Relonch bets you'll pay $99 a month for one-button photography

The company plans to use AI to remove you -- mostly -- from the photographic equation. Just hit the shutter button and your image is whisked away to the cloud.

Lori Grunin Senior Editor / Advice
I've been reviewing hardware and software, devising testing methodology and handed out buying advice for what seems like forever; I'm currently absorbed by computers and gaming hardware, but previously spent many years concentrating on cameras. I've also volunteered with a cat rescue for over 15 years doing adoptions, designing marketing materials, managing volunteers and, of course, photographing cats.
Expertise Photography, PCs and laptops, gaming and gaming accessories
Lori Grunin
3 min read
Watch this: Meet Relonch, the camera without a screen

Add Relonch to the growing pile of products touting artificial intelligence that's so advanced it's practically magic. In this case, it's a $99 a month service that consists of a data plan and a camera sporting only power and shutter buttons; it automatically whisks the photos to its AI in the sky, which processes them and boomerangs them back to your mobile device or sharing service.

There won't be any whisking until 2018, though. And keep in mind that this company never shipped its last product, an iPhone camera grip circa 2014.

So let's work through who might be the potential subscriber to a service like this. I'll ignore the issues of the size and design of the camera, since it'll probably change between now and when it ships.

We're looking at someone who wants to level up in photo quality from a phone or advanced compact to an APS-C-size sensor but doesn't want or need to have any control over the image. There are tons of those folks. Narrow it down a bit when you take into account there's no video recording.

Relonch takes a colorful approach to its connected camera

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But is that convenience worth $1,200 a year (roughly £935 or AU$1,585) on top of your existing data plans? And how much do you want to bet that between now and the time it ships we'll see a big improvement in photo quality from phones , and they'll probably be good enough for the majority of people who can tell the difference? Google and Apple have AI, too.

And you know that experience of looking at photos with your friends immediately after you've shot them? Nope. You get your photos at 9 a.m. the following day. By the way, it doesn't send you all of them, just the ones that the machine selected as the "best". So if that perfect-moment shot of your mom's reaction to her birthday present is out of focus and dark, it's probably gone. Even though if you had taken it you'd consider it a keeper.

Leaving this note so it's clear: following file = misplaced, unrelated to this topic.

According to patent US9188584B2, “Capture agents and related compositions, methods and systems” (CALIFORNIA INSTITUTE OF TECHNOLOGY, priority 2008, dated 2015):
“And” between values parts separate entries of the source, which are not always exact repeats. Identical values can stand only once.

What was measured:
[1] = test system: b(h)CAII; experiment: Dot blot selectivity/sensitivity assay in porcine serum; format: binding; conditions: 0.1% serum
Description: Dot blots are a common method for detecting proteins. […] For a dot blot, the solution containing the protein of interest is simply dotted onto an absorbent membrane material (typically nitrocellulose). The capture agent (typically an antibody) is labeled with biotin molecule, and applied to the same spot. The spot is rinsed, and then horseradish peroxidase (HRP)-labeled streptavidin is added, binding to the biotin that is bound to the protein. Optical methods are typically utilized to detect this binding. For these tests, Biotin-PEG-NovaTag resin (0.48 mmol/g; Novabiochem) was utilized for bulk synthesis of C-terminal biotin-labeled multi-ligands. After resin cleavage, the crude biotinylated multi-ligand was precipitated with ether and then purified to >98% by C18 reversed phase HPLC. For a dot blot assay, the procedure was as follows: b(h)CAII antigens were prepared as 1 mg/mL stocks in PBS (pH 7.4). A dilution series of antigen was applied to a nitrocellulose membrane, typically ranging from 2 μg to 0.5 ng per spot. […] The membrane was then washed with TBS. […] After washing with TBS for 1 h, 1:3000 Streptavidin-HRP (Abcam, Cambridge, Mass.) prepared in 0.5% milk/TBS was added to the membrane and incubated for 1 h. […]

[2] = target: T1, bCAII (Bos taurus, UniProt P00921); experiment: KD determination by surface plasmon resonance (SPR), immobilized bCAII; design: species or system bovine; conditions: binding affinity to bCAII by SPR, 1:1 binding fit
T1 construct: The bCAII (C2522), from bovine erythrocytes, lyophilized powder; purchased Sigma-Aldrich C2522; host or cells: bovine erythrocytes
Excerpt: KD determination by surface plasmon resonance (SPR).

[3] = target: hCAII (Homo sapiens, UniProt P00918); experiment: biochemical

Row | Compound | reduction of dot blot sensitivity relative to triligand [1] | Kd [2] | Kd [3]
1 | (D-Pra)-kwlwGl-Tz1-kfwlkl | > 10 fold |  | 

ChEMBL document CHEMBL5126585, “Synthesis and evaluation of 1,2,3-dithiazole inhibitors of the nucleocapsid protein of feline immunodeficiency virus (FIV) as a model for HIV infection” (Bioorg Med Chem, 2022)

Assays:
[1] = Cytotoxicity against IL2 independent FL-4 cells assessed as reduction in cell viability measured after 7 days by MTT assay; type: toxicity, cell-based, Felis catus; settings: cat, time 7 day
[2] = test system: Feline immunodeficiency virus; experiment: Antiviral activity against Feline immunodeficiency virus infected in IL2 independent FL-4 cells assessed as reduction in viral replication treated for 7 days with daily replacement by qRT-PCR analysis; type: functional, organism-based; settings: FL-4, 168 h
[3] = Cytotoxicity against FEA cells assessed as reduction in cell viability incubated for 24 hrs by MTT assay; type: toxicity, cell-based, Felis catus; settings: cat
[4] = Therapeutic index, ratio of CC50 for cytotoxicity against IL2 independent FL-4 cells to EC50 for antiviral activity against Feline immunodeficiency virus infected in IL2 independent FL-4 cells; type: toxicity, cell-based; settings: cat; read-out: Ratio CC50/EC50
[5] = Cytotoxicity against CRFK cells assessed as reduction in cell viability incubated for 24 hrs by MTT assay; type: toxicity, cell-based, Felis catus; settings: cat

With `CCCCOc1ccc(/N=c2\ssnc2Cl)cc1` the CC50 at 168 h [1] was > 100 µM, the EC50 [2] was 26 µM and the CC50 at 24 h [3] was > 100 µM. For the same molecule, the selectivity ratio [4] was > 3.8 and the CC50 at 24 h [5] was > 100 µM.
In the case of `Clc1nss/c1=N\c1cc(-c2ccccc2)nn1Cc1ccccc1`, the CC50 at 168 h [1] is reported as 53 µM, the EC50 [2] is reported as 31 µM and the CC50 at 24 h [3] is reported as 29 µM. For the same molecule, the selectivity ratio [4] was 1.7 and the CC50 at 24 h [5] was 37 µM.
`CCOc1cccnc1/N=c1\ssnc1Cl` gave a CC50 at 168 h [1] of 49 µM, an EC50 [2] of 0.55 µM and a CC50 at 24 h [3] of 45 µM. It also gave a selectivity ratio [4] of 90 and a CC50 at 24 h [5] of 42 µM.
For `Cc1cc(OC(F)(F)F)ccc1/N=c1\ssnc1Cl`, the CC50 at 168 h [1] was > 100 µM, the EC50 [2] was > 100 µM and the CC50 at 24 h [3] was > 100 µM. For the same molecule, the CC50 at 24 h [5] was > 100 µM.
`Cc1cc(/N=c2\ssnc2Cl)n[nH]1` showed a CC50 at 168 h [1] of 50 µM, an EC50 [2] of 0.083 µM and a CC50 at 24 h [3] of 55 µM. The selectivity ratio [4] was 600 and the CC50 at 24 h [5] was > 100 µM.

The photos using this model look like high-quality images put through an effects filter. They're very high contrast and saturated, so the colors pop, and there's some darkening around the edges (vignetting). The processing should get better over time as it analyzes every shot sent to the service.

That price is going to have to drop a lot. Especially since you can't do anything with the camera without the service, unlike a phone where you can at least take it to a different carrier, or use it Wi-Fi only, once you've paid out the lease.

Lexy Savvides/CNET

The idea of covering the body in leather and numbering them like limited editions might give it some cachet, but it's Leica-like pricing for a very un-Leica crowd. And some might think it looks like a camera struggling to emerge from a baseball designed by a tween girl. Just sayin'.

The camera supplied by Relonch for use with its service -- at least the unit we tried -- is a customized version of the ill-fated Samsung Galaxy NX mirrorless. It's a sensible choice for a preliminary working model, since the NX had built in 4G and a nice electronic viewfinder, plus Samsung 's cameras had excellent photo quality and accurate white balance. But the Galaxy NX is pretty big, making it more of a "life event" camera -- something you're not going to pay $99 a month just to keep around until your kid's next birthday.

It's coupled with the Samsung 30mm f2 lens permanently (from a user perspective) affixed to the body for an effective scene coverage equivalent to 45mm. That's pretty narrow -- see the photo samples above for an idea of what that covers -- and coupled with the lack of a display makes the camera suboptimal for selfies and groupies.

I wish they hadn't felt the need to cover the huge display on the back of the camera; there's only a 2 second review of the shot in the viewfinder and that's the last you see of it. Because of the system's needs -- it sends a raw file with custom settings to the AI -- the photo wouldn't look as you'd expect anyway.

But don't take our word for any of this; if you're in northern California, you can test drive the camera at a showroom in Palo Alto right now. More will be opening in other cities during 2017.